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‘The buildings don’t go away … but the owners do’: Charlie Munger warned of a storm brewing in US real estate at his … – Yahoo Finance

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‘The buildings don’t go away … but the owners do’: Charlie Munger warned of a storm brewing in US real estate at his last shareholders meeting — here’s where Berkshire will seek refuge

One of the last market warnings Charlie Munger, Warren Buffett’s late business partner, issued revolved around commercial real estate. Munger said he saw a storm brewing in the sector that could engulf the banks and impact the broader market.

“The buildings don’t go away,” Buffett said at the May 2023 Berkshire Hathaway (BRK.A) shareholders meeting. “But the owners do,” Munger chimed in at what was to be his last annual meeting.


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“I think that the hollowing out of the downtowns, in the United States and elsewhere in the world, is going to be significant and quite unpleasant,” Munger said, adding at that time that he predicted the U.S. economy will weather the storm but that commercial real estate will eventually “involve a different set of owners.”

Munger’s bear case

The investing pair’s concerns could have been based on the fact that foot traffic near stores in metropolitan areas is 10% to 20% below pre-pandemic levels while office attendance is 30% lower than before COVID, according to a report from the consulting firm McKinsey. The report predicts that, because of these trends and other factors, demand for office space could still be almost 20% lower in 2030 than it was in 2019.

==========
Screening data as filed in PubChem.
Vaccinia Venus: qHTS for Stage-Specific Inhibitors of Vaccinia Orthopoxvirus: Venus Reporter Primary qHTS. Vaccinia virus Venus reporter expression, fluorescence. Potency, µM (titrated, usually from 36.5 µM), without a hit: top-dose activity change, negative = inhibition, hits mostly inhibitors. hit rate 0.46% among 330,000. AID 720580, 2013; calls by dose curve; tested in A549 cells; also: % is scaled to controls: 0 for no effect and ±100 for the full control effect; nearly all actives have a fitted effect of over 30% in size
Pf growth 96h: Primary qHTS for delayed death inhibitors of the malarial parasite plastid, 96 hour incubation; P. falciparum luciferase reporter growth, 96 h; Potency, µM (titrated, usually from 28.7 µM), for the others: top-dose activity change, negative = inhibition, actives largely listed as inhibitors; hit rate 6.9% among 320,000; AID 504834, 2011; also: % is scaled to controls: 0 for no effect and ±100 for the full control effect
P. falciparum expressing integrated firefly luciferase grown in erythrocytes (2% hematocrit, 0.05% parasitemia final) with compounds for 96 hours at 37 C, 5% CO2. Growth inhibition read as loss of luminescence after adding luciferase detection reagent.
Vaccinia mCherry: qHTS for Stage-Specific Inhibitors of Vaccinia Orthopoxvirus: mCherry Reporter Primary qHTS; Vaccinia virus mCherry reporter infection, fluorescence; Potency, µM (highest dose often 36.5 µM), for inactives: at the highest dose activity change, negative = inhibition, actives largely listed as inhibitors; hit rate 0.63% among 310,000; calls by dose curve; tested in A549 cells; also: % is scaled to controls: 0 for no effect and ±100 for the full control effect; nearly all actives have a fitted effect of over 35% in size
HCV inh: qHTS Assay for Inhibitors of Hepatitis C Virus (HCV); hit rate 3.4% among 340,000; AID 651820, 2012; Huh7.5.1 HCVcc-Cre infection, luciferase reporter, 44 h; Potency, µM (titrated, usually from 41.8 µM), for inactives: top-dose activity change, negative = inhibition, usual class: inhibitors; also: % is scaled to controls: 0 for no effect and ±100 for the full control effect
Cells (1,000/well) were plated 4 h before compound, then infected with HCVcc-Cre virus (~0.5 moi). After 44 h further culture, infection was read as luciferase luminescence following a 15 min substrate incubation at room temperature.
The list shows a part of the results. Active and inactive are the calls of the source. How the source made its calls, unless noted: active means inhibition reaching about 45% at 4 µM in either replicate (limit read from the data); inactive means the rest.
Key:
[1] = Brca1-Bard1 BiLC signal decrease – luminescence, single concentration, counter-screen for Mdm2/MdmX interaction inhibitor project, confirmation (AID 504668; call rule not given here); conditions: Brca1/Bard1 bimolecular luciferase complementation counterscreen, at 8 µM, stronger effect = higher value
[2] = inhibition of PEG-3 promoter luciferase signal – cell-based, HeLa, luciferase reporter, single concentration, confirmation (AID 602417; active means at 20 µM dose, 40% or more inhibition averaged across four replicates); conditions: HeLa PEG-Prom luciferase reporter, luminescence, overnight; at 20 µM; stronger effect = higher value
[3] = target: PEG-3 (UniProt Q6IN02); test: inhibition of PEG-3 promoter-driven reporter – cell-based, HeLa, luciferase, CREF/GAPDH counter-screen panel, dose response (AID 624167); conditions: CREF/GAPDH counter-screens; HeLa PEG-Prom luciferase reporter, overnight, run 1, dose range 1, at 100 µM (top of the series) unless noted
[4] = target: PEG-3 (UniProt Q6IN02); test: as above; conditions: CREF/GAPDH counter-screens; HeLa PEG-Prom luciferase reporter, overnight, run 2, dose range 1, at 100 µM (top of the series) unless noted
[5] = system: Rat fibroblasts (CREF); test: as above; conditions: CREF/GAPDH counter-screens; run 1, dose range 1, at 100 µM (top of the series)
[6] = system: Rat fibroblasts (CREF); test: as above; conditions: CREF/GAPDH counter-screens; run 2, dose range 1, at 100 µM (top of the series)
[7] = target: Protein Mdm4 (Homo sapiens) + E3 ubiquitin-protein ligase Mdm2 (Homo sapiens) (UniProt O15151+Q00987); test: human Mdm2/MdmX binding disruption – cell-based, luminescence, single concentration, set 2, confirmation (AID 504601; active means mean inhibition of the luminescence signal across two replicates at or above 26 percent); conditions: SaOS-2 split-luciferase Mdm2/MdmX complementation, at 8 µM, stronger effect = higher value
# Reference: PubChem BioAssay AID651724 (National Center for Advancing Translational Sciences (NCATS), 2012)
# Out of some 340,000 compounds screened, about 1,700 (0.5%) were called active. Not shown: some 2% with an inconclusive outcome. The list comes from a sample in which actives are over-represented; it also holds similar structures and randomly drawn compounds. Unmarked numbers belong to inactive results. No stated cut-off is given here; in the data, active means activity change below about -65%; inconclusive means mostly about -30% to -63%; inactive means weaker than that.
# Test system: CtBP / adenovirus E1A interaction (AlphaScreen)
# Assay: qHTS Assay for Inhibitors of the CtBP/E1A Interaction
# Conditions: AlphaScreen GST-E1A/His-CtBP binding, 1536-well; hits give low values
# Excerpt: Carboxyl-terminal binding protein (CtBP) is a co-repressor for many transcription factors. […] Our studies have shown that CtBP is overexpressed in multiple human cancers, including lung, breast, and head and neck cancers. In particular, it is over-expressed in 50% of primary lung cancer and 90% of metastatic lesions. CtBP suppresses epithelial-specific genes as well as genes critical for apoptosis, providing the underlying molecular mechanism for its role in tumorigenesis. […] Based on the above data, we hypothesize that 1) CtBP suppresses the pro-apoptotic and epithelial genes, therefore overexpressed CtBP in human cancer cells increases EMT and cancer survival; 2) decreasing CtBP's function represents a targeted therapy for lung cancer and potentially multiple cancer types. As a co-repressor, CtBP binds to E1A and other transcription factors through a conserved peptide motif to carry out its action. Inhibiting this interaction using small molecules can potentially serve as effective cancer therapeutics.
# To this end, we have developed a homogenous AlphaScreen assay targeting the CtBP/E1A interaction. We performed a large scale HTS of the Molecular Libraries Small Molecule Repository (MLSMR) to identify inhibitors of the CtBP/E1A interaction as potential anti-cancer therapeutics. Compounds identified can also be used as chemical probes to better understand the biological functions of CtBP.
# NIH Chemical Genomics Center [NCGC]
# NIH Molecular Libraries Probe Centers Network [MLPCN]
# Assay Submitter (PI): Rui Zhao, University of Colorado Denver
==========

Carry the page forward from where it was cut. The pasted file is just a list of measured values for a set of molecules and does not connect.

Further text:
That’s bad news for commercial landlords. It’s worse news for their lenders. In an April interview with the Financial Times, Munger said that the U.S. banking sector was “full of … bad loans” in the commercial real estate sector. Eventually, higher interest rates, lower rental income and resulting lower property values could send some of these loans underwater — meaning that the outstanding balance will be greater than the value of the underlying properties.

And Munger and Buffett aren’t the only who’ve voiced their concerns for the future of commercial real estate in the U.S.

However, the pain doesn’t necessarily mean opportunity for investors: “Berkshire has never really been active in commercial real estate,” Munger said during a Q&A session with CNBC’s Becky Quick at the May shareholder meeting. “It works better for taxable investors than it does for corporations taxed the way Berkshire is.”

Read more: This Pennsylvania trio bought a $100K abandoned school and turned it into a 31-unit apartment building — how to invest in real estate without all the heavy lifting

Homebuilders

Instead of focusing on commercial real estate, Berkshire Hathaway is more actively involved in the lucrative business of residential property development, having added stakes in several homebuilders over the year.

The portfolio now includes sizable positions in D.R. Horton (DHI), Lennar (LEN), and NVR (NVR). A potential boom in homebuilding could benefit them all.

According to the National Association of Realtors, there’s a housing shortage of between 5.5 to 6.8 million units. That’s because there have been more households formed than homes built over the past decade since the Great Financial Crisis. Now that lumber prices are lower and there’s persistent demand, investors are betting on a housing boom.

Retail investors can also get involved in this space through a publicly listed homebuilder or the S&P SPDR Homebuilder ETF (XHB).

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This article provides information only and should not be construed as advice. It is provided without warranty of any kind.

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